Food Friday–Meeting a Variety of Needs Edition

My oldest was born on Halloween.  My father began calling my daughter  Dalaat because of her birthday.  My daughter has a certain fondness for the name.  She is very fond of pumpkins.

Earlier this week my daughter mentioned that she was disappointed by the huge array of desserts that my sister had made for Thanksgiving. Pumpkin pie was not part of that array.

I asked my daughter if a pumpkin pie would induce her  to show up at Shabbat dinner this week.  she agreed to show up and I got to work on the pie.
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Making the pie was not completely simple though. We are eating a meat meal. This means no delicious butter in the crust and no cream for the pumpkin custard filling.
Making an oil crust is easy work with the food processor. The filling is made a bit more complicated by my youngest’s food allergies. He is allergic to soy and to tree nuts.  So we can’t turn to either soy milk or the more delicious almond milk.  A local fruit stand has a wide selection of non dairy milks.  I asked the clerk which non dairy, non soy, non nut milk was the least repulsive. He suggested oat milk, so that’s what I used.

I had trouble finding canned pumpkin which seemed really odd. So I  bought acorn squash and a kabocha squash and baked them until soft. The acorn squash is fairly wet and the kobocha is dry so they make a good pair. I made the custard in the food processor. I recently read that pumpkin is primarily a carrier for the spices and the sugar  that are paired with it. So I spiced the custard with lots of nutmeg, cinnamon cloves, allspice and ginger.

I made both the crust and the filling entirely by feel.  I have been making pie crusts for about 35 years. After a while you can just throw away the cookbook and just wing it. I always add flavor to the crust so it echoes the flavor of the pie so the spices repeat in the crust. Custard too  can be made cook book free.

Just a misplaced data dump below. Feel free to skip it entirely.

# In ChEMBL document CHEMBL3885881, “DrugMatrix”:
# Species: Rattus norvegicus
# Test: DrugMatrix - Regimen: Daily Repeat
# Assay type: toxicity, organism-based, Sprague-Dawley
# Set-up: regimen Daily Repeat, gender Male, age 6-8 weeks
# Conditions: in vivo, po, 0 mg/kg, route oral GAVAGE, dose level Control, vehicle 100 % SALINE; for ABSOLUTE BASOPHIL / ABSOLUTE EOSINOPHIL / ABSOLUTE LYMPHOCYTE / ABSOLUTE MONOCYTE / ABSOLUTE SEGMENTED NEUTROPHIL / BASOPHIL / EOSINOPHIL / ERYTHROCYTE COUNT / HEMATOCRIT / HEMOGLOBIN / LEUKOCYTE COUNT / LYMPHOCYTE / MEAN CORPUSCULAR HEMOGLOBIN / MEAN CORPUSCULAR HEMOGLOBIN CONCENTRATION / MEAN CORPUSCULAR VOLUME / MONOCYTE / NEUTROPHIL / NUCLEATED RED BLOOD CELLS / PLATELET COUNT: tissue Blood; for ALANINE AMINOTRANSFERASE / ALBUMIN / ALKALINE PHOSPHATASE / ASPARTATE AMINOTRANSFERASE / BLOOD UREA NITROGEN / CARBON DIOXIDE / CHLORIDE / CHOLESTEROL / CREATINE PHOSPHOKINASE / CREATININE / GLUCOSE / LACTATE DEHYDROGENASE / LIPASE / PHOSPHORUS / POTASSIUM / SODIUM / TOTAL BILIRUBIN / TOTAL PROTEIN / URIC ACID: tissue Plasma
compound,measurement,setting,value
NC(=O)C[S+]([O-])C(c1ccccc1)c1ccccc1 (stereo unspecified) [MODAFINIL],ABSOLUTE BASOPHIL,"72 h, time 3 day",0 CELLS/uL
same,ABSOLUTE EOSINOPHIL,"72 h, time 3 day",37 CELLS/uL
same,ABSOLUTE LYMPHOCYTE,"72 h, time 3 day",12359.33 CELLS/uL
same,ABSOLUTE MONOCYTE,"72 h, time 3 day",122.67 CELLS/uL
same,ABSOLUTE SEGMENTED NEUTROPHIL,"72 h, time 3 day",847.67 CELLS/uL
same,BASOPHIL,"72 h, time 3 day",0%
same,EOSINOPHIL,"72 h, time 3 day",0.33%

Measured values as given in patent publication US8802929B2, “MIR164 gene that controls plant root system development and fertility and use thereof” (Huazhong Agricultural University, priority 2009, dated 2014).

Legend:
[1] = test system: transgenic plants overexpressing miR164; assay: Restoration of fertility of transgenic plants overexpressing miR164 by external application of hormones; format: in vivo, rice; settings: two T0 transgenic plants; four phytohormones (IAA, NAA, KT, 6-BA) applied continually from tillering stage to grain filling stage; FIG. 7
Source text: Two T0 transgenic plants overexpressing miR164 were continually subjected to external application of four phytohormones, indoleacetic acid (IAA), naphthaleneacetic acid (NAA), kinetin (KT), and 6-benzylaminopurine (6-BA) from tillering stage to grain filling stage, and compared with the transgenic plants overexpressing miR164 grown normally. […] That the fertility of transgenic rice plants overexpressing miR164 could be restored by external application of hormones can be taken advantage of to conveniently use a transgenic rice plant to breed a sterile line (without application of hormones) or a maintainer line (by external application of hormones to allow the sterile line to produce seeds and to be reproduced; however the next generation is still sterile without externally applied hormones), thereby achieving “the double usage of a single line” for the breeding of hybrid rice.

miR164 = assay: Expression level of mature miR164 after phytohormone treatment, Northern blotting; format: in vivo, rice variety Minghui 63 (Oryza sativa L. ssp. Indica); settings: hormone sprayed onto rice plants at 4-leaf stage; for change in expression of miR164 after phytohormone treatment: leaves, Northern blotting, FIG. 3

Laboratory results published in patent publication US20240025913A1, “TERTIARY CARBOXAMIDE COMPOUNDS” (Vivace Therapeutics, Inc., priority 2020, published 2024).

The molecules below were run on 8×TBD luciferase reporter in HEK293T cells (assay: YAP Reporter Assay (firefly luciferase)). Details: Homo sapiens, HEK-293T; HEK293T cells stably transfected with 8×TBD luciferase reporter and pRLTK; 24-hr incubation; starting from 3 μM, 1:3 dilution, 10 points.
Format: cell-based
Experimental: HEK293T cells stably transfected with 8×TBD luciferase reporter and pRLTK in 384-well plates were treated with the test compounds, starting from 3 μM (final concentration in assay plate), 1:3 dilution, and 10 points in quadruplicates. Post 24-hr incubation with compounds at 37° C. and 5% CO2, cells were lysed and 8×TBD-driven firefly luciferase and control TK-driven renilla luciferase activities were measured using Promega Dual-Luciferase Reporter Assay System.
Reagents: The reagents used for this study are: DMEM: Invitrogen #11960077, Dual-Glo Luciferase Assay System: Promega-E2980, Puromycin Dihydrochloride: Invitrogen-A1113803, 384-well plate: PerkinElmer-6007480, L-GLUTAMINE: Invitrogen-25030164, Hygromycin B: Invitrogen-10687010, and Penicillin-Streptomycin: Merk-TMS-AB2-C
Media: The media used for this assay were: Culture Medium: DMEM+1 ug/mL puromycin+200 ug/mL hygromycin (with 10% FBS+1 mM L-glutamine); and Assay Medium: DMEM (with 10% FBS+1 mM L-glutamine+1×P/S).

I was amazed though, that the filling exactly filled the crust. The cooking gods must have been smiling on me.


A pie alone does not make dinner. we are eating idiot chicken ( baked with lemon Herbes Provençal), a mixed grain pilaf ( various hands full of grains and pastas from the pantry) a cabbage salad, two day soup and of course, challah.

And now for a bonus silly Shabbat story.
One of my classmates in yeshiva had a mother who crocheted kippot for her sons out of really heavy woolen yarn.  One of her sons was walking in South Boston wearing one of those kippot. South Boston in the early 1970’s was not the safest area to walk wearing a kippah. as my classmate walked down the street, a kid ran up to him, pulled on the cuff of his jacket and said, “ Mister, mister!  you have a pot holder on your head!!!” That was no pot holder, but it was  one of those thick woolen kippot.
To remember this silly story, my boys routinely wear potholders on their heads when I light Shabbat candles.  We live in a stupid house.

Shabbat Shalom

Comments

  1. Sarah -
    We del witha variety of food allergies in our cooking, including dairy, soy & tree nuts. I have learned that coconut milk, available in oriental & hispanic grocery stores, is great in pumpkin and other custard pies. With all the seasonings in pumpkin custard, there is barely a hint of the coconut taste. I use it in fritatta & quiche as well. Sweet white rice milk, made by soaking sweet white rice in water for 24 hours, then straining works in place of plain milk in muffins or cake, but is too thin to use in custards or any recipe that calls for half and half or cream.
    Sue in MN

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  2. I have used coconut milk in non dairy ice cream. I do find that the taste is stronger than I would like...Coconut is great where I want it...ad screams at me where I don't. Banana s the same way for me. Thanks for the rice milk tip. That is something I will do for sure.

    The pie was good. My allergic boy slept through dinner and missed the pie. My big kids complained that it needed more cinnamon but ate it anyway.

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